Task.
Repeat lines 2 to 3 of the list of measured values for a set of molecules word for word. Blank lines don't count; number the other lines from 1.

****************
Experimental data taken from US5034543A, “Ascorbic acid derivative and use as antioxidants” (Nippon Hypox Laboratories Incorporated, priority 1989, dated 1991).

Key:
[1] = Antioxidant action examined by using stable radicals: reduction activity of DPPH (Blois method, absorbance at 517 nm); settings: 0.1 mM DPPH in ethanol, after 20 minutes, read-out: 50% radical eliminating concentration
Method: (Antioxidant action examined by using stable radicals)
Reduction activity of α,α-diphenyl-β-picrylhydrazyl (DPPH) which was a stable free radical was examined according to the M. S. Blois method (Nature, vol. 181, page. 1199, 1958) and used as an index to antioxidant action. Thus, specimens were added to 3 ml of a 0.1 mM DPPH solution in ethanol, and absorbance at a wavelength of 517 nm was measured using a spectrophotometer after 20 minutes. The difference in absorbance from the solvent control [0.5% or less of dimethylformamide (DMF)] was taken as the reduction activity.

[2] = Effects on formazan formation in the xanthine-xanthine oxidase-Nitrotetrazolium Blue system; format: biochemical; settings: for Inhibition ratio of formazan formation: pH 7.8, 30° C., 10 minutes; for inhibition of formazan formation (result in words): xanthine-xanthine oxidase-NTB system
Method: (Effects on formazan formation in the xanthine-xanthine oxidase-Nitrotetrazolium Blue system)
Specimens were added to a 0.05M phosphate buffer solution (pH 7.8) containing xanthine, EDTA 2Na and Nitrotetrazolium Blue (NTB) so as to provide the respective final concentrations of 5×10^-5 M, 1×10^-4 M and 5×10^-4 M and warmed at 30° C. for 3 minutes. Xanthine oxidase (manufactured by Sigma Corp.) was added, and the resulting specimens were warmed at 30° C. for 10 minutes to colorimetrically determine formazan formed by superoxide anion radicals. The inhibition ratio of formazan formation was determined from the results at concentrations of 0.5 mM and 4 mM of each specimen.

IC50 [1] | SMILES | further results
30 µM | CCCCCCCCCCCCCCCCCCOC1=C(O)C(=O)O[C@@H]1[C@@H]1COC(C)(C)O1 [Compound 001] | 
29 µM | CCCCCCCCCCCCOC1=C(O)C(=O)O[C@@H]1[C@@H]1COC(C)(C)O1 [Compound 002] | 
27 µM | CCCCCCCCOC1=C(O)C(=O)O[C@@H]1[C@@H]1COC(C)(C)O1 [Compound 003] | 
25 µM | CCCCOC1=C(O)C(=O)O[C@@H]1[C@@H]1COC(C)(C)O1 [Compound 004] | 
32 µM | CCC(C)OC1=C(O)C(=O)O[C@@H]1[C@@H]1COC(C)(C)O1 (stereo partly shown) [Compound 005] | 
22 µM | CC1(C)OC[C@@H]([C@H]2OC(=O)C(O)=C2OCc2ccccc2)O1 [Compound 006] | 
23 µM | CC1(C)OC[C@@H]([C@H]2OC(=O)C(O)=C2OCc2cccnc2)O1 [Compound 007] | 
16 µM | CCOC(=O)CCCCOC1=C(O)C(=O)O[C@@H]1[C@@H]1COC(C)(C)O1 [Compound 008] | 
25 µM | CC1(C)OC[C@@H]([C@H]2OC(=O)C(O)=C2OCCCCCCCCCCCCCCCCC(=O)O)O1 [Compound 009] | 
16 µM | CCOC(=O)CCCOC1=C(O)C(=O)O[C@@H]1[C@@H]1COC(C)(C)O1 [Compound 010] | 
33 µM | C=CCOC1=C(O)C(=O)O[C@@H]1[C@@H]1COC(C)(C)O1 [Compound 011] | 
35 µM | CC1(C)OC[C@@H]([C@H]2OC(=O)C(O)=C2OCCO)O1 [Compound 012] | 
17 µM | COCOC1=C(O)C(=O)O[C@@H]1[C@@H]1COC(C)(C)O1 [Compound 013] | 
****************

Key:
[1] = Antioxidant action examined by using stable radicals: reduction activity of DPPH (Blois method, absorbance at 517 nm); settings: 0.1 mM DPPH in ethanol, after 20 minutes, read-out: 50% radical eliminating concentration